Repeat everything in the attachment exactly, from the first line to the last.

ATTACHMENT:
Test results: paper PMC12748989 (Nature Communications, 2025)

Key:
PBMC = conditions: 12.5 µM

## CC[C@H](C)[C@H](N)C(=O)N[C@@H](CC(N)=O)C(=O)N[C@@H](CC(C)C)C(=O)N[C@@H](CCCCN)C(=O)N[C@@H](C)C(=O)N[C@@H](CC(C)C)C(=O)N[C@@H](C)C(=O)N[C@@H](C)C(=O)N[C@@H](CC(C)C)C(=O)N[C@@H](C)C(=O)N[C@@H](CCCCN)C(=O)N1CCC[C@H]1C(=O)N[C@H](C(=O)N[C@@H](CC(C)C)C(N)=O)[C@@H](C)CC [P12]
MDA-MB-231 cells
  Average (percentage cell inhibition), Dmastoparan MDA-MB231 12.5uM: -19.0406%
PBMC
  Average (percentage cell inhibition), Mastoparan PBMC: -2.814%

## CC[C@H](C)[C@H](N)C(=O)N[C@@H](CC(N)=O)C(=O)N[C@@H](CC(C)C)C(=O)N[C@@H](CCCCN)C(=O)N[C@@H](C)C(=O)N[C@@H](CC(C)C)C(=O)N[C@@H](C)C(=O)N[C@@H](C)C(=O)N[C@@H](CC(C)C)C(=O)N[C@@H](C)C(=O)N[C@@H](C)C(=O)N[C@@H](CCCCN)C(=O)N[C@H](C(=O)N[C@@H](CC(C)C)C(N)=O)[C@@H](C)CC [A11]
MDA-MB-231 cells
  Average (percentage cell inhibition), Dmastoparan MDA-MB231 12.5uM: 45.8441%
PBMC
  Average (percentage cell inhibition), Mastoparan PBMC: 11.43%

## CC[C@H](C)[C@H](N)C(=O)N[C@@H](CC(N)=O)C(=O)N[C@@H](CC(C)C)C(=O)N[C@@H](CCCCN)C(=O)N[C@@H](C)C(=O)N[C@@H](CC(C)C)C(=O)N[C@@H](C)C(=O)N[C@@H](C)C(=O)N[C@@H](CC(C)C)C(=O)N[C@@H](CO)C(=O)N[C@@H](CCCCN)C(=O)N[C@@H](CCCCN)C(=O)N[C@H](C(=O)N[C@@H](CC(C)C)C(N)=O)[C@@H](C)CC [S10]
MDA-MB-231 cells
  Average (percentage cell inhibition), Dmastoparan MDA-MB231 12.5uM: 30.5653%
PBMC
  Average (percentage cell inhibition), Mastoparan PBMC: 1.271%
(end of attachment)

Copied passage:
Test results: paper PMC12748989 (Nature Communications, 2025)

Key:
PBMC = conditions: 12.5 µM

## CC[C@H](C)[C@H](N)C(=O)N[C@@H](CC(N)=O)C(=O)N[C@@H](CC(C)C)C(=O)N[C@@H](CCCCN)C(=O)N[C@@H](C)C(=O)N[C@@H](CC(C)C)C(=O)N[C@@H](C)C(=O)N[C@@H](C)C(=O)N[C@@H](CC(C)C)C(=O)N[C@@H](C)C(=O)N[C@@H](CCCCN)C(=O)N1CCC[C@H]1C(=O)N[C@H](C(=O)N[C@@H](CC(C)C)C(N)=O)[C@@H](C)CC [P12]
MDA-MB-231 cells
  Average (percentage cell inhibition), Dmastoparan MDA-MB231 12.5uM: -19.0406%
PBMC
  Average (percentage cell inhibition), Mastoparan PBMC: -2.814%

## CC[C@H](C)[C@H](N)C(=O)N[C@@H](CC(N)=O)C(=O)N[C@@H](CC(C)C)C(=O)N[C@@H](CCCCN)C(=O)N[C@@H](C)C(=O)N[C@@H](CC(C)C)C(=O)N[C@@H](C)C(=O)N[C@@H](C)C(=O)N[C@@H](CC(C)C)C(=O)N[C@@H](C)C(=O)N[C@@H](C)C(=O)N[C@@H](CCCCN)C(=O)N[C@H](C(=O)N[C@@H](CC(C)C)C(N)=O)[C@@H](C)CC [A11]
MDA-MB-231 cells
  Average (percentage cell inhibition), Dmastoparan MDA-MB231 12.5uM: 45.8441%
PBMC
  Average (percentage cell inhibition), Mastoparan PBMC: 11.43%

## CC[C@H](C)[C@H](N)C(=O)N[C@@H](CC(N)=O)C(=O)N[C@@H](CC(C)C)C(=O)N[C@@H](CCCCN)C(=O)N[C@@H](C)C(=O)N[C@@H](CC(C)C)C(=O)N[C@@H](C)C(=O)N[C@@H](C)C(=O)N[C@@H](CC(C)C)C(=O)N[C@@H](CO)C(=O)N[C@@H](CCCCN)C(=O)N[C@@H](CCCCN)C(=O)N[C@H](C(=O)N[C@@H](CC(C)C)C(N)=O)[C@@H](C)CC [S10]
MDA-MB-231 cells
  Average (percentage cell inhibition), Dmastoparan MDA-MB231 12.5uM: 30.5653%
PBMC
  Average (percentage cell inhibition), Mastoparan PBMC: 1.271%